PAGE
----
Equity investments have started the year strongly in spite of concerns over the Omicron spike that has once again led to restrictions on mobility, hit contact-intensive services, and threatened to slow the pace of economic recovery.
The third wave, which saw nearly 2.5 lakh infections in the country on Wednesday, has coincided with the decision of the US Federal Reserve to hasten the withdrawal of the stimulus, and indications that interest rates may increase sooner than expected. But these factors, along with rising domestic retail inflation, have not deterred Indian stock markets.
How much has the market gained?
The benchmark Sensex at the BSE moved in a narrow range in the last month of the last calendar, and closed at 58,253 on December 31. Over the nine trading sessions this calendar, the index has risen by 2,982 points or 5.1% — on Thursday, it closed at its highest level since October 26, 2021. Thursday’s close (61,235) is only 530 points or 0.85% short of the highest ever closing of 61,765, seen on October 18, 2021. Although the services sector, including travel, tourism, and hospitality have been hit by the Omicron wave and demand is expected to come under pressure in many other sectors including FMCG, the market remains buoyant.
Why are the markets rising?
The markets have risen as the selling pressure from foreign portfolio investors (FPIs) has eased and buyers have come into the picture, and domestic inflows into equities have continued.
FPIs, who sold stocks worth a net of Rs 38,521 crore in the stock markets between October and December 2021, have invested a net of Rs 3,227 crore in January so far.
On the other hand, domestic institutional investors, who invested Rs 31,231 crore in December, have invested a net of Rs 5,485 crore in January so far.
Retail investors and mutual funds have been in buying mode, with the latter getting investors’ money amounting to Rs 25,000 crore in December.
The market has already factored in the Fed’s tightening plan, and is hopeful that the Reserve Bank of India will continue its accommodative monetary policy in response to the need for supporting the economy.
While Omicron remains a threat and cases continue to rise across the country, market participants believe that the less virulent variant is not challenging the health infrastructure as of now, and is not expected to majorly hurt the economy.
Is this how the markets behaved during the Delta surge too?
In the period between March 10 and May 6, 2021, when active cases in India rose from around 20,000 to over 4.1 lakh, the Sensex fell 5.9% from 51,279 (March 10) to 48,253 (May 4). However, as the cases declined over the next one month, the Sensex recovered quickly to hit a new high of over 52,000 in June. Over the next few months, it rose further and hit its all-time high of over 62,000 in October.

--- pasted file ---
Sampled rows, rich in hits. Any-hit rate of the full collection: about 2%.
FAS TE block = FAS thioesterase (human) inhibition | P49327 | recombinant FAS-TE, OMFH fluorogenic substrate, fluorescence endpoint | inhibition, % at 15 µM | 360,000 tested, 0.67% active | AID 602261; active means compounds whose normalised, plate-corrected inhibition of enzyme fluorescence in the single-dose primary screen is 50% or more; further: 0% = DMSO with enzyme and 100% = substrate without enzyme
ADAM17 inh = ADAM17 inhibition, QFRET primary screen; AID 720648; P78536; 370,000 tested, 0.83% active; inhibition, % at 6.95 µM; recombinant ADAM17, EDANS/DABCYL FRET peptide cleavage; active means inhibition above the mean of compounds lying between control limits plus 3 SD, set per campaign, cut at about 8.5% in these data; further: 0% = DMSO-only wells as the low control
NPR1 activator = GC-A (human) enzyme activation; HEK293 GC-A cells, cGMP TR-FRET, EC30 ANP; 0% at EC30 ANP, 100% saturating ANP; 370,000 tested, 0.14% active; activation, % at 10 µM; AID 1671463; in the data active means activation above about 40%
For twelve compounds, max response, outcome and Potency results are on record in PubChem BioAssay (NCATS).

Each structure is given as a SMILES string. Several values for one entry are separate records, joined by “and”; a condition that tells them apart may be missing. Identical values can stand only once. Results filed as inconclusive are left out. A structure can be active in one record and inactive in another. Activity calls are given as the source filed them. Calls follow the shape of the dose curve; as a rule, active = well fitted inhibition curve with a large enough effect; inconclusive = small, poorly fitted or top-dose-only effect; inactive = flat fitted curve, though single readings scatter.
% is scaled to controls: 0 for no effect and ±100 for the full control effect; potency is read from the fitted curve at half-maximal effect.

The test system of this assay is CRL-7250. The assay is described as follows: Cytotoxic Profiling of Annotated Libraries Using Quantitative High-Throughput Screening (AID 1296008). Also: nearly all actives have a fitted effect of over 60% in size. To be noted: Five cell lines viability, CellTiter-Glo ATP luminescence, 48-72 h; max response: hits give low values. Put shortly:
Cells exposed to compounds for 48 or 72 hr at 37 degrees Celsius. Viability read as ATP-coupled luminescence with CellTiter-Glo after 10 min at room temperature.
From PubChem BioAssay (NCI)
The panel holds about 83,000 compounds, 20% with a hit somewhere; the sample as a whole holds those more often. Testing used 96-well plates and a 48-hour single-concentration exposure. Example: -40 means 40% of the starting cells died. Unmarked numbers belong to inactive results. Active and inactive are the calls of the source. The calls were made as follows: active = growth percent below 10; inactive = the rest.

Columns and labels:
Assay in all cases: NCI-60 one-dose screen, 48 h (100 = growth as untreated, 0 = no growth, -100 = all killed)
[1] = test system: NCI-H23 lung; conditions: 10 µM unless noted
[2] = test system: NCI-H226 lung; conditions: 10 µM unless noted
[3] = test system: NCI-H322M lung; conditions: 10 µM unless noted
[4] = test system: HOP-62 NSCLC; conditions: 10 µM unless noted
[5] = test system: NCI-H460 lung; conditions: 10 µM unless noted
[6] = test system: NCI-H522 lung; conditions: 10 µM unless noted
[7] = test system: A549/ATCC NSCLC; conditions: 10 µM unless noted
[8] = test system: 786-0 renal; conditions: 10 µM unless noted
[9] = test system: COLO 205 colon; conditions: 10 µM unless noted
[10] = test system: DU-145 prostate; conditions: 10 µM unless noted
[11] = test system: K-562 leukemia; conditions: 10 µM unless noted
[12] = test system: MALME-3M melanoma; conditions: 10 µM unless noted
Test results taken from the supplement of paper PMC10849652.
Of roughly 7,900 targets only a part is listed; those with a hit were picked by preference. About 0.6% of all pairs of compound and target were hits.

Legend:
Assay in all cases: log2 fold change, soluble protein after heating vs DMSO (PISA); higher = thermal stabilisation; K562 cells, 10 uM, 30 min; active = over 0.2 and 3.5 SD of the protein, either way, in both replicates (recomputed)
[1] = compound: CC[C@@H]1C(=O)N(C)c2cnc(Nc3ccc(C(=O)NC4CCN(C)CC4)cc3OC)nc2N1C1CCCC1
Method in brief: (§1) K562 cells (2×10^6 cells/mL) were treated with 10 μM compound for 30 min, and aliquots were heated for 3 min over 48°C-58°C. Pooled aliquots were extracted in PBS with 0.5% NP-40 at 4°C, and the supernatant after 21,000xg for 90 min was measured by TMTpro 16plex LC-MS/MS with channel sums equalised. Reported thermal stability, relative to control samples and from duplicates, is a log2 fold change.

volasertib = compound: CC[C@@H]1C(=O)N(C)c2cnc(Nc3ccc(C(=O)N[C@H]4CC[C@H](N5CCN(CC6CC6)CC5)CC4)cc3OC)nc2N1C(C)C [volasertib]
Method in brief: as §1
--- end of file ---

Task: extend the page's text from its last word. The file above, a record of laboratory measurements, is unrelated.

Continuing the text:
What risks lie ahead?
If the Fed tightens too fast, FPI outflows could follow, impacting the domestic market and the rupee. Investors are also waiting for third quarter earnings reports from the corporate sector. A possible increase in hospitalisations and deaths over the next couple of weeks may hurt sentiment and impact the economic recovery. The markets are also waiting keenly for the Union Budget in February, and the RBI policy for clues.
“Having realised that even their (FPIs’) relentless selling has not brought the markets down, as perhaps they expected, the FPIs are now on the back foot. Seizing the opportunity, exuberant retail investors assisted by the DIIs flush with funds are driving the markets up, said V K Vijayakumar, Chief Investment Strategist at Geojit Financial Services.
According to Vijayakumar, there is both a positive and a negative dimension to this rally. “The positive is that high-quality large-caps are leading the rally. The negative is that many low-grade stocks that do not justify any investment are also going up,” he said.
Will the rally continue?
Even as the markets rise, concerns around valuations remain, and to that extent, if the earnings growth is not strong, the rally could hit a bottleneck.
A report by UBS economist Tanvi Gupta Jain raised this concern. “Despite our expectations of double-digit earnings growth in FY23E/FY24E, we think equity upside is capped by expensive valuations,” it said.
While FPI flows fuelled the rally over the last 18 months, they may not support the equity markets in the same way going forward because of Fed’s decisions to withdraw the stimulus and raise interest rates.
Another constraint to the rally may come from a faster than expected switch to policy normalisation as inflation remains at elevated levels. There is a possibility that even RBI could hike interest rates in the second half of this calendar.
On the other hand, support for equities could come from a government-led infrastructure push and investments, higher FDI in manufacturing, and a production-linked incentive boost to manufacturing.
Investors must temper their expectations from the equity markets, experts say. However, they feel equities may continue to outperform other asset classes this year too — so, investors who are underweight on equities should continue to invest in them.
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